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When the calendar turns to 2019, keep an eye to the east for Virginia sports betting.
Rumblings are just surfacing now, but it appears Virginia might make a run at approving legal sports betting at next year’s legislature.
“You’re going to see a big push in the General Assembly session, probably the beginning of this year,” Virginia Secretary of Finance Aubrey Layne said last week according to a report in the Virginian-Pilot. “Because, as you all know, there are significant monies involved in (sports gambling) – very significant.”
Layne’s comments took place at a public meeting of the state’s lottery. They appear to be informed speculation not yet backed by any concrete action in Virginia.
Virginia sports betting remains in infant stages. A report published last year by gaming research firm Eilers & Krejcik suggested that Virginia could be among a first-mover group of states to legalize sports betting within two years.
Virginia still would be playing catch-up in its region if it adds sports betting in the near future. Delaware sports betting went live last month, making the state the first to add sports wagering after the Supreme Court repealed PASPA in May.
West Virginia should go live before football season after approving sports betting earlier this year. New Jersey is not terribly far away either, and the Garden State started its sports betting operation soon after Delaware.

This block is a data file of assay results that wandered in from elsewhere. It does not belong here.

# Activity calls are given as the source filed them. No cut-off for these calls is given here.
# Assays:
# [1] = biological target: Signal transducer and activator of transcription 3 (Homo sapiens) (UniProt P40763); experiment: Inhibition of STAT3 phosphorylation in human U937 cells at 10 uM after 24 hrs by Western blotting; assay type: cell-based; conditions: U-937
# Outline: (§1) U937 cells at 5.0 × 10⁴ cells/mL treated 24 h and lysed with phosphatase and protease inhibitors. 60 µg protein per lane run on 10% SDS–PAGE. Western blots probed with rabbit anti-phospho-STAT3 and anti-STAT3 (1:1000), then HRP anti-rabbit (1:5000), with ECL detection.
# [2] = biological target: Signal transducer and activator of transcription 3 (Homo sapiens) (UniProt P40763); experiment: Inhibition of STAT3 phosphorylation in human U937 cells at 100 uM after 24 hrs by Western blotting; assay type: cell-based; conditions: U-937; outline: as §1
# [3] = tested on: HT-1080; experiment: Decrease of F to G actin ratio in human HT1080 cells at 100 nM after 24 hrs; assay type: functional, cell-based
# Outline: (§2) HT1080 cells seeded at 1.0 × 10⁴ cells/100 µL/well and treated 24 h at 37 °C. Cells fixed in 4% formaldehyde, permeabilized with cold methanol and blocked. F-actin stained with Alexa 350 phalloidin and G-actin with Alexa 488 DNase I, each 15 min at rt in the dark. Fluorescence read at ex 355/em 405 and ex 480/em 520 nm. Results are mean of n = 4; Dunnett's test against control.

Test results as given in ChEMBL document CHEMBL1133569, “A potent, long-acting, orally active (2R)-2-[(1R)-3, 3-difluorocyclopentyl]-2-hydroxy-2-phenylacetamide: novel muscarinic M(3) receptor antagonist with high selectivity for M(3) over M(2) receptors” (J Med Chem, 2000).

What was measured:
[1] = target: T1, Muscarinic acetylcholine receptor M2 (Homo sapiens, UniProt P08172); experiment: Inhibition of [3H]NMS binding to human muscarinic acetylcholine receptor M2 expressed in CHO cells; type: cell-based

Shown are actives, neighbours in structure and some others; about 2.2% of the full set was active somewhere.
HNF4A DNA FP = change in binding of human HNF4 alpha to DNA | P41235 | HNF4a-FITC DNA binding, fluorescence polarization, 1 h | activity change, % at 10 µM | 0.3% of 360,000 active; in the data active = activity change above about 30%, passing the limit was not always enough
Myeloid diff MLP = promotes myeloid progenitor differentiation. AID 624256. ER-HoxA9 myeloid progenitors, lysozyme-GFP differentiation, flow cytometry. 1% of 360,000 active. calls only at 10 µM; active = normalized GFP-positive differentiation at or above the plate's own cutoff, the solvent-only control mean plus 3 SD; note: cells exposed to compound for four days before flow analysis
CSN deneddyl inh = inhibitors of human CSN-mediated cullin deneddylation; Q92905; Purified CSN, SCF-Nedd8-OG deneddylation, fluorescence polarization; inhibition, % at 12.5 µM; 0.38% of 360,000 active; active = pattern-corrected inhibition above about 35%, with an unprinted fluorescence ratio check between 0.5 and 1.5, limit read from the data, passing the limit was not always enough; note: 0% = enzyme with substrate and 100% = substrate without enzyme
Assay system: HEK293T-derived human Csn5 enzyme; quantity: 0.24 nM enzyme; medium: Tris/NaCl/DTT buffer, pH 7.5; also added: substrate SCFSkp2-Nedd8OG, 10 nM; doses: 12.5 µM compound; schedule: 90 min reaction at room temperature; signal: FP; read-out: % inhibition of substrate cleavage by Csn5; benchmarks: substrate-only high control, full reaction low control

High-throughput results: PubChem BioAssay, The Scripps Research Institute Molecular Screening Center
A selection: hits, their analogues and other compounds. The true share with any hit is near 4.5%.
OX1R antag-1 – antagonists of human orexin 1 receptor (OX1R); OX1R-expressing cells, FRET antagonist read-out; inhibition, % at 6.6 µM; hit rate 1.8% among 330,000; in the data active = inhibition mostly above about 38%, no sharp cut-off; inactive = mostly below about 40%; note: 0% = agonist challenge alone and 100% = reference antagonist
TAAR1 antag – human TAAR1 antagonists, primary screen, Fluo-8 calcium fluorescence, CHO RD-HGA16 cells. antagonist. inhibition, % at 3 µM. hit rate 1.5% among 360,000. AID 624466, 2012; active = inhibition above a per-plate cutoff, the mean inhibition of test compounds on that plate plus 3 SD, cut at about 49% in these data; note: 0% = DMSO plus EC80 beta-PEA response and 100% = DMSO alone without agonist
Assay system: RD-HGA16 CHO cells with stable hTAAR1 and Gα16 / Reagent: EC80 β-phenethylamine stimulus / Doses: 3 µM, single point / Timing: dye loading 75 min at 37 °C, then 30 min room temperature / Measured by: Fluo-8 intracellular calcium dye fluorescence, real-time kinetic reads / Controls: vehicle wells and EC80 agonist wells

This is not a state with a demonstrated appetite for gambling. In fact, Virginia features very little legal gambling and its legislature does not have a strong track record of supporting it, according to the Virginian-Pilot:
For years, the state has been strongly anti-gambling. Over the past decades, the state has rejected the practice at internet cafes, on riverboats and in any type of casino — but the tide has changed in recent years.
The state took a small step toward legal gambling in its legislature this year with approval of historical horse racing machines. The instant racing terminals allow betting on horse racing from years gone by, and will operate at former racing track Colonial Downs outside of Richmond. They also will run at off-track betting sites throughout the state.
Revolutionary Racing recently purchased the once-shuttered Colonial Downs for $20 million and plans a major renovation that hinged on approval of the instant racing terminals. The track previously operated from 1997-2014.